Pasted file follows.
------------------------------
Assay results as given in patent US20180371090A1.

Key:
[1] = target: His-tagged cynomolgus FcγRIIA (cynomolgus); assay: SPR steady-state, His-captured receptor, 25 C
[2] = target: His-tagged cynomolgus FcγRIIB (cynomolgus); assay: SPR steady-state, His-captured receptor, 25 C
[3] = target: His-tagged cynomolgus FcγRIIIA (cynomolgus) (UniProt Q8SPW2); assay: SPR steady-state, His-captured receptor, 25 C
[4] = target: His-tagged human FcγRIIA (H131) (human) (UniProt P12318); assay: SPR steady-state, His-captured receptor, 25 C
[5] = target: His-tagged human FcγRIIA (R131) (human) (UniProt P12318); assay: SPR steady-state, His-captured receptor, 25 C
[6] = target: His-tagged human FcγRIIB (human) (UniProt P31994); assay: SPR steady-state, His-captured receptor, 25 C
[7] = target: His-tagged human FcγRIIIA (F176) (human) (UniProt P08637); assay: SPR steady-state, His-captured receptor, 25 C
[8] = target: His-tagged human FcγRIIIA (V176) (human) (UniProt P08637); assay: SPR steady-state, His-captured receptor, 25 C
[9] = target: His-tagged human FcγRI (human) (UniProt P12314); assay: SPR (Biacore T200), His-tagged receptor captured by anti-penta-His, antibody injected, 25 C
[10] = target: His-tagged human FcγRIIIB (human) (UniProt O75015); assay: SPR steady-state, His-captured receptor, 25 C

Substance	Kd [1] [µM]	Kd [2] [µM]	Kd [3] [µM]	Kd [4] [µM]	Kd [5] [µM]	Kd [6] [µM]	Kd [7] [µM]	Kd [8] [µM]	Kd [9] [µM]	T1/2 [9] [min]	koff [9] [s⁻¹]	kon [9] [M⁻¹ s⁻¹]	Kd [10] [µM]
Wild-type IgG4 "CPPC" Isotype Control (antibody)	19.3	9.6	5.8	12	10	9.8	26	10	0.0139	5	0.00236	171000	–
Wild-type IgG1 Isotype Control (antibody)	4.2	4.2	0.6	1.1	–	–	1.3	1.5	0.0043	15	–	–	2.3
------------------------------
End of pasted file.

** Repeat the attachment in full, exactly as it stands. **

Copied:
Assay results as given in patent US20180371090A1.

Key:
[1] = target: His-tagged cynomolgus FcγRIIA (cynomolgus); assay: SPR steady-state, His-captured receptor, 25 C
[2] = target: His-tagged cynomolgus FcγRIIB (cynomolgus); assay: SPR steady-state, His-captured receptor, 25 C
[3] = target: His-tagged cynomolgus FcγRIIIA (cynomolgus) (UniProt Q8SPW2); assay: SPR steady-state, His-captured receptor, 25 C
[4] = target: His-tagged human FcγRIIA (H131) (human) (UniProt P12318); assay: SPR steady-state, His-captured receptor, 25 C
[5] = target: His-tagged human FcγRIIA (R131) (human) (UniProt P12318); assay: SPR steady-state, His-captured receptor, 25 C
[6] = target: His-tagged human FcγRIIB (human) (UniProt P31994); assay: SPR steady-state, His-captured receptor, 25 C
[7] = target: His-tagged human FcγRIIIA (F176) (human) (UniProt P08637); assay: SPR steady-state, His-captured receptor, 25 C
[8] = target: His-tagged human FcγRIIIA (V176) (human) (UniProt P08637); assay: SPR steady-state, His-captured receptor, 25 C
[9] = target: His-tagged human FcγRI (human) (UniProt P12314); assay: SPR (Biacore T200), His-tagged receptor captured by anti-penta-His, antibody injected, 25 C
[10] = target: His-tagged human FcγRIIIB (human) (UniProt O75015); assay: SPR steady-state, His-captured receptor, 25 C

Substance	Kd [1] [µM]	Kd [2] [µM]	Kd [3] [µM]	Kd [4] [µM]	Kd [5] [µM]	Kd [6] [µM]	Kd [7] [µM]	Kd [8] [µM]	Kd [9] [µM]	T1/2 [9] [min]	koff [9] [s⁻¹]	kon [9] [M⁻¹ s⁻¹]	Kd [10] [µM]
Wild-type IgG4 "CPPC" Isotype Control (antibody)	19.3	9.6	5.8	12	10	9.8	26	10	0.0139	5	0.00236	171000	–
Wild-type IgG1 Isotype Control (antibody)	4.2	4.2	0.6	1.1	–	–	1.3	1.5	0.0043	15	–	–	2.3